Anterior dental microwear and its relationship to diet and feeding behavior in three african primates (Pan troglodytes troglodytes, Gorilla gorilla gorilla andPapio hamadryas)
- Cite this article as:
- Ryan, A.S. Primates (1981) 22: 533. doi:10.1007/BF02381245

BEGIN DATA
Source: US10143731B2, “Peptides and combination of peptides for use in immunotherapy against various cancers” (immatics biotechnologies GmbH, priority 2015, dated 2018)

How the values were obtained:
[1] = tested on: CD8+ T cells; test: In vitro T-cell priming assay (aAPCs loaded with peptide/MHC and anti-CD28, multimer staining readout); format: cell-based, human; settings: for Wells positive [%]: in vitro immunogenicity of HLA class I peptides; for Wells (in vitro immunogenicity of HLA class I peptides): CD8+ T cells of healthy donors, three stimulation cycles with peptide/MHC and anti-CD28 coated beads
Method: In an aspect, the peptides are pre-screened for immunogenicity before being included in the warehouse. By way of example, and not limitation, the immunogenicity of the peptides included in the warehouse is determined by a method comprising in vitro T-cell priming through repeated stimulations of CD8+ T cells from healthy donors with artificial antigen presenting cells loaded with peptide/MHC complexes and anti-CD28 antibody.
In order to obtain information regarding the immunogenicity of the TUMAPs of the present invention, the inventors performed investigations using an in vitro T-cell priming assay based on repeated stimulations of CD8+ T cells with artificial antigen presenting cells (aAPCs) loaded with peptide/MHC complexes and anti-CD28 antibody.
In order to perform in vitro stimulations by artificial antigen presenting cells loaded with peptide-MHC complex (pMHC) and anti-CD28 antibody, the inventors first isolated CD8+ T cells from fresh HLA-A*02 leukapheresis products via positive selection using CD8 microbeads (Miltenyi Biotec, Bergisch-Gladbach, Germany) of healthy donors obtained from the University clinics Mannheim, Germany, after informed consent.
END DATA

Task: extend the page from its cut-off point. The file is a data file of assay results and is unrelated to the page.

Anterior dental microwear is shown to be related to diet and to feeding habits in three groups of extant African primates includingPan troglodytes troglodytes, Gorilla gorilla gorilla andPapio hamadryas. Five distinct types of incisal microwear are found in these groups. These include: fine wear striae, polish, small pits, large pits and microflakes. It is demonstrated that each species exhibits a different set of microwear types. Chimpanzees exhibit extensive pitting, mesiodistally oriented fine wear striae and small areas of polish, features of microwear that are probably related to the husking of hard fruit skins and the occasional stripping of leaves. Gorillas show large areas of polish, small pits and labiolingually oriented wear striae, a combination of features that may be associated with the stripping of leaves and pith. Baboons show extensive edge damage involving clusters of large pits and microflakes; this set of microwear types may be related to the initial chewing of gravel-laden seeds, roots and rhizomes. Microwear found on the canine/premolar complex of all three groups corresponds to the puncture-crushing and to the slicing of food.